How do accents work when people talk?

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If you’re born in a certain country you will speak in that native accent. But what’s the science behind acquiring a new accent or vice versa?

In: Biology

As far as i know, its because the longer you live somewhere the more you start to copy people. You can learn accents by copying how others pronounce certain letters and words.

Almost, (assuming no issues that would impede speech.) Every human is born which the ability to speak any language with any accent.

Accents are entirely learnt, you learn you accent by learning from your parents and those around you. And while this is most influential when you’re young (as in it’s hard to completely change accents when your older) your accent can shift and change your whole life depending who you live your life around.

All accents, all sounds we make, are is use controlling different muscles in our mouths/throat as we speak. So you can gradually change your accent by shifting how your controlling those muscles, either consciously or subconsciously.

Humans are social creatures, we like fitting into groups, so when moving countries people will start to shift their accents to match people around them, assuming they don’t often speak to people from their own country, but they’re rarely able to make the shift 100%.

Fun fact: linguists have found that Antarctic researchers who spend months in isolation with each other often will develop common accents in those months of isolation, a kind of melting pot of all the accents that went in to begin it.

That’s interesting. I was born [and spent my first 10 years] in England but we moved to Northern Ireland. I picked up the Irish twang very quickly but as soon as I went back to my English Grandparents house in the summer the twang completely disappeared.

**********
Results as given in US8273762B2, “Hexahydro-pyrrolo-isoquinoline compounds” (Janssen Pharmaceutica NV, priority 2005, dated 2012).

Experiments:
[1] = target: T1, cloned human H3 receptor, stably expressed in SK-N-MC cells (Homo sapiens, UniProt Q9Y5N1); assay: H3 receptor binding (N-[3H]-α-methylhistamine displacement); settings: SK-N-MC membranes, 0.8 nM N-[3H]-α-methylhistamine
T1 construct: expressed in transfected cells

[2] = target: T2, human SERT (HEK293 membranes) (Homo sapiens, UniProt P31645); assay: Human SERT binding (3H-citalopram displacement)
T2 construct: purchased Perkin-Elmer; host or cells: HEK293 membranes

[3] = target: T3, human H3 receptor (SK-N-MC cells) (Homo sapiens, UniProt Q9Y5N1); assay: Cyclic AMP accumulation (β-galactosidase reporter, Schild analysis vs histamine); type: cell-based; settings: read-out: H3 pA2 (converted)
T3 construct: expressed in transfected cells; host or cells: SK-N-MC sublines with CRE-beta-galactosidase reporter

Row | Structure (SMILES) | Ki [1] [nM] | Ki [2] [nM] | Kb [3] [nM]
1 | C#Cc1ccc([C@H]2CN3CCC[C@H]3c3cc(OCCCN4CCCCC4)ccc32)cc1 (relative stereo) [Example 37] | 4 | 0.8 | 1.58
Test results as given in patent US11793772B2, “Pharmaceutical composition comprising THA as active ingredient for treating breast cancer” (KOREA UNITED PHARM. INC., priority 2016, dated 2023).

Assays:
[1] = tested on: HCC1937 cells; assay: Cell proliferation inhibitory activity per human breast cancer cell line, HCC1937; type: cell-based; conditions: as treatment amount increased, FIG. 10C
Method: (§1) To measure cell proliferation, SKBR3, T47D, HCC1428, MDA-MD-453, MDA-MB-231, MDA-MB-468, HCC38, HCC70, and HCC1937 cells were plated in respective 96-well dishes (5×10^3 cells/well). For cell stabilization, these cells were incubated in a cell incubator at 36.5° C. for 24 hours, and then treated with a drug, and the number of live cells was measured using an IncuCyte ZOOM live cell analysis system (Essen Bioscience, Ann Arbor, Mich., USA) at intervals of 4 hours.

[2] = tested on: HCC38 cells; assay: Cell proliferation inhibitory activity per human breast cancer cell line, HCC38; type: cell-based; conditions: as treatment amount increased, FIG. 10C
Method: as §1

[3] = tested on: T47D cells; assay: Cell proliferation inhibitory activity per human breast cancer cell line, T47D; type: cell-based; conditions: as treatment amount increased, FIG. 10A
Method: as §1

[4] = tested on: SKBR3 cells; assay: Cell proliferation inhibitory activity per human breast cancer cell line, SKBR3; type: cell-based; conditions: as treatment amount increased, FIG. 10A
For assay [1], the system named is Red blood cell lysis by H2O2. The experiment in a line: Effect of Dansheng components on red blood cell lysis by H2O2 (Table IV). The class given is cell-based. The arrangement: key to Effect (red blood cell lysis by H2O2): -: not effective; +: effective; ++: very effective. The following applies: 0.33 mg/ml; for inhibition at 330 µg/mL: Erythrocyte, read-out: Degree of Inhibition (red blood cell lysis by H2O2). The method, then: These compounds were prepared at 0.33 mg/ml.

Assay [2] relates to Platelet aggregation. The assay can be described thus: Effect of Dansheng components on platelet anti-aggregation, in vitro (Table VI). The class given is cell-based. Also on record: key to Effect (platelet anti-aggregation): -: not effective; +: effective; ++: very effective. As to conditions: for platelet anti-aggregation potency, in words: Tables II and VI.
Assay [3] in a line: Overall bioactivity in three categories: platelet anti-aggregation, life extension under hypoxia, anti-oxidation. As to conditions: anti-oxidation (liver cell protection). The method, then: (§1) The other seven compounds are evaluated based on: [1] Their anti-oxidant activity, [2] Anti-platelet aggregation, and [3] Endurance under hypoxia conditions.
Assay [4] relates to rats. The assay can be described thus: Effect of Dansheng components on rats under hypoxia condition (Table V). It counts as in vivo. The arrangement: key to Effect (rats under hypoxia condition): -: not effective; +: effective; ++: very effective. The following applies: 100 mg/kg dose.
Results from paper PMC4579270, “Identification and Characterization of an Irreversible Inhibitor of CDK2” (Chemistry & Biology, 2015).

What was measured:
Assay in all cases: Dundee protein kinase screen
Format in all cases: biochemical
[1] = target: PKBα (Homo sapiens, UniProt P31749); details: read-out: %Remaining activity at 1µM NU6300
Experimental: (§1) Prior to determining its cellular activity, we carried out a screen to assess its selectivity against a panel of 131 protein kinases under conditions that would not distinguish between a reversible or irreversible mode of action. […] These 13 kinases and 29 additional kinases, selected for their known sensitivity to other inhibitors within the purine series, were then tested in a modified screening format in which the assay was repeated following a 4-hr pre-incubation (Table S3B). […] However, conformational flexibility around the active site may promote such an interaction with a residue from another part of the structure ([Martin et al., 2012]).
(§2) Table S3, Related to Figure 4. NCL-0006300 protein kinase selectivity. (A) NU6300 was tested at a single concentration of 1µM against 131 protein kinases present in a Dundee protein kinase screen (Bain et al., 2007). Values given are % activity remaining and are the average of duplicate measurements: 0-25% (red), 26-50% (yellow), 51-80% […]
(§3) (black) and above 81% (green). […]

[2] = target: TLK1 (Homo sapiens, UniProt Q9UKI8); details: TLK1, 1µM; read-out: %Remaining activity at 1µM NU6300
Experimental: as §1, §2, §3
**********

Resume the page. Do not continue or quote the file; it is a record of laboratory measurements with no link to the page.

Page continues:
Now that I’ve been here [NI] 27 years, people ask me if I’m Australian or South African. LOL

Every language has rules about his sounds are used. These rules are most easily internalized while young. These aren’t written rules, but linguists will use systems to understand these phonological rules. We use the same rules in the process of reading and writing, incidentally.

The phonological rules change from languages to language. As someone already pointed out, when you are born you have the potential to use all the different sounds used in an languages. As you grow up, your caregivers make sounds at you, and they respond to the sounds you make in return. That way you learn which sounds are important to notice. You organize the way sounds are used in the language you use to communicate. Those organizations become the rules you use to produce and perceive speech.

You can learn the phonological rules of a new language, just like you learn it’s grammar and vocabulary. Sometimes, you need to be explicitly taught the rules.

I mean humans at some point must have all had the same accent if they were from the same area so who did they copy new accents off of.